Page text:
It is through this process that a seeker can finally have experiences that defy the space-time continuum, as our souls are inherently non-local realities bound to our physical bodies while our bodies are alive. However, through this process, each seeker realises, through their inner experiences, that this bond can be transcended even before physical death, through the process of rebirth, which is the underlying message of Rumi in the following poem:
If you die in this love your soul will be renewed.
Die, die, don’t fear the death of that which is known.
If you die to the temporal you will become timeless.
Die, die, cut off those chains that hold you prisoner to the world of attachment.
Die, die, die to the deathless and you will be eternal.
Die, die, come out of this cloud.
When you leave the cloud,
You will be the effulgent moon
Die, die, die to the din and noise of mundane concerns.
Rumi, who is perhaps the most famous Sufi master, was also a great proponent of the concept of Ibn-al-waght, or becoming the ‘child of the moment’. Thus, in this sense his teachings are consistent with other masters before him, such as Buddha. Yet each iteration of spiritual teachings from different spiritual vessels brings their own quality to bear to those teachings, and hence are of great value to those who seek the ultimate Truth through the realisation of their own inner truth. One truth invariably leads to the other.
Therefore, every seeker who wishes to transcend the binds of time and use it in the most optimal way for their own evolution, and that of society, must learn to become the child of the moment. For as Rumi says:
‘The Sufi is the son of the moment. A son (child) does not withdraw his hand from the skirt of his father, and the Sufi’s kind father, who is the “moment,” does not let him be reduced to the necessity of looking to the morrow (but) keeps him all the while absorbed, unlike the common folk…
For a Sufi is of the (timeless) River, not of Time, for “with God is neither morn nor eve”: there the past and the future and time without beginning and time without end do not exist. (All) these terms belong to the domain of the particular (discursive) reason and the animal soul: they are not (applicable) in the non-spatial and non-temporal world.
Therefore, a Sufi is the son of that “moment” by which is to be understood only a denial of the division of times (into several categories), just as (the statement) “Unity is One” is to be understood as a denial of duality, not as (expressing) the real nature of unity.’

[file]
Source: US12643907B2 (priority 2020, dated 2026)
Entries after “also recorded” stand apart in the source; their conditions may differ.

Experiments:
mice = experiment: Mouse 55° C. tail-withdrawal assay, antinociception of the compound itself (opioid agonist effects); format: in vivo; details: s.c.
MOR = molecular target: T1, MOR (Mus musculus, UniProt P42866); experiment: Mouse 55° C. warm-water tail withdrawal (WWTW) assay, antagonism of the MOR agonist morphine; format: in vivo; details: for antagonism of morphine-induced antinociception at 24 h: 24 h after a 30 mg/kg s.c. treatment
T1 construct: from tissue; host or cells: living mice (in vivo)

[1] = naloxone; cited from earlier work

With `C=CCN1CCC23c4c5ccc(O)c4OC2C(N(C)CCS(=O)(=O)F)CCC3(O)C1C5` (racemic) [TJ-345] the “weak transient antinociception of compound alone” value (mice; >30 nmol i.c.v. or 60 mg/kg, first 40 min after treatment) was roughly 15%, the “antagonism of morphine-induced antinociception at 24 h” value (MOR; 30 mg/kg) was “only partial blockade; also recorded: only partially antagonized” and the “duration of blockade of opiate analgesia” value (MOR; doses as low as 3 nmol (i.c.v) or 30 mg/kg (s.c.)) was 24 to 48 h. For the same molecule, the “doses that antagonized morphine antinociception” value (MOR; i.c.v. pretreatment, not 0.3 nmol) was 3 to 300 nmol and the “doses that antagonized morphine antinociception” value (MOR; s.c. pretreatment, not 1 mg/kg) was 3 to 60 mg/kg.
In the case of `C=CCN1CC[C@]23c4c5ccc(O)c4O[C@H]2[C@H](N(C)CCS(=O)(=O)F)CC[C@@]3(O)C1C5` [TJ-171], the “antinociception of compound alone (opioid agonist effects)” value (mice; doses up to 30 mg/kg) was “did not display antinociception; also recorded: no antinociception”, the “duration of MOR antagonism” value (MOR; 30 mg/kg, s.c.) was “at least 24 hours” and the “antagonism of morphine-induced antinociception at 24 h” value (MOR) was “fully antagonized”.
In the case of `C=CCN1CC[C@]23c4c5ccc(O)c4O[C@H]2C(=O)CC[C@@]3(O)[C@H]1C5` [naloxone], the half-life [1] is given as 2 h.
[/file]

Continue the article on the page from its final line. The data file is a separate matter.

The above lesson is applicable to all true spiritual seekers, no matter what labels we give to them, and thus a Sufi is simply a guided spiritual traveller who is exploring his or her own truth through the guidance of a qualified and authorised spiritual master, no matter what tag we give to the path or the journey. Just like Rumi, who followed the guidance of his teacher Shams, who in his poems describes Shams as being connected to the same reality as other masters like Abraham, Moses and Jesus, just to name a few.
It is through personal realisation of the truism in the above quotation, within each person’s own inner journey, that each person, through their own spiritual experiences, will realise that each moment and each beat of their heart is, in effect, an invitation from our origin for such a realisation. A seeker can gain this in a state of deep meditation, through becoming one with their own heartbeat, ultimately arriving at the way-station where a seeker becomes the true owner of their heart, and is finally able to realise the non-locality of their own consciousness, between each beat of their heart. Thereby, this allows each seeker to become a true child of the moment, wrapped in the oneness of Unity as described by Rumi in the above quotation.
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Mehrdad Noorani teaches the method of Heart Meditation and the Alchemy of Inner Silence. He has explored many spiritual paths and studied Gnosticism for 20+ years under the guidance of renowned Spiritual Master Dr Seyed M. Azmayesh. He is interested in bridging science and spirituality, and creating a link between the East and the West.